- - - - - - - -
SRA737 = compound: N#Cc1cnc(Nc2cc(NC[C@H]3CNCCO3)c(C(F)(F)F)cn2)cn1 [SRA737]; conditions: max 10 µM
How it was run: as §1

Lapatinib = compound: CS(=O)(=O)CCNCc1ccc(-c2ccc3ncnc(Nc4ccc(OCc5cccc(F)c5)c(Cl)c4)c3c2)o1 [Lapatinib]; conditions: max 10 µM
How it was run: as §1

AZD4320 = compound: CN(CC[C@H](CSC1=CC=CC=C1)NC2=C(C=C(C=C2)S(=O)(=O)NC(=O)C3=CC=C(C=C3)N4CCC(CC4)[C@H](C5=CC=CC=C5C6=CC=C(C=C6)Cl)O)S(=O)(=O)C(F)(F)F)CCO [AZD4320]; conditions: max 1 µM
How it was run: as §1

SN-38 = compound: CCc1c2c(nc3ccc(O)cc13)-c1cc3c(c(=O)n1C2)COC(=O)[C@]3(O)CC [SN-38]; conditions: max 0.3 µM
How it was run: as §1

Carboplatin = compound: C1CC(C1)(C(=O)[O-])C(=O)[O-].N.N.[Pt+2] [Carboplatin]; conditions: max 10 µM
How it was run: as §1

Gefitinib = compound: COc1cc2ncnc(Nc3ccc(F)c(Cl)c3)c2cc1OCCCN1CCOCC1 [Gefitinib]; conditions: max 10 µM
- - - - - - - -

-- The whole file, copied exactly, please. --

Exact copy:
SRA737 = compound: N#Cc1cnc(Nc2cc(NC[C@H]3CNCCO3)c(C(F)(F)F)cn2)cn1 [SRA737]; conditions: max 10 µM
How it was run: as §1

Lapatinib = compound: CS(=O)(=O)CCNCc1ccc(-c2ccc3ncnc(Nc4ccc(OCc5cccc(F)c5)c(Cl)c4)c3c2)o1 [Lapatinib]; conditions: max 10 µM
How it was run: as §1

AZD4320 = compound: CN(CC[C@H](CSC1=CC=CC=C1)NC2=C(C=C(C=C2)S(=O)(=O)NC(=O)C3=CC=C(C=C3)N4CCC(CC4)[C@H](C5=CC=CC=C5C6=CC=C(C=C6)Cl)O)S(=O)(=O)C(F)(F)F)CCO [AZD4320]; conditions: max 1 µM
How it was run: as §1

SN-38 = compound: CCc1c2c(nc3ccc(O)cc13)-c1cc3c(c(=O)n1C2)COC(=O)[C@]3(O)CC [SN-38]; conditions: max 0.3 µM
How it was run: as §1

Carboplatin = compound: C1CC(C1)(C(=O)[O-])C(=O)[O-].N.N.[Pt+2] [Carboplatin]; conditions: max 10 µM
How it was run: as §1

Gefitinib = compound: COc1cc2ncnc(Nc3ccc(F)c(Cl)c3)c2cc1OCCCN1CCOCC1 [Gefitinib]; conditions: max 10 µM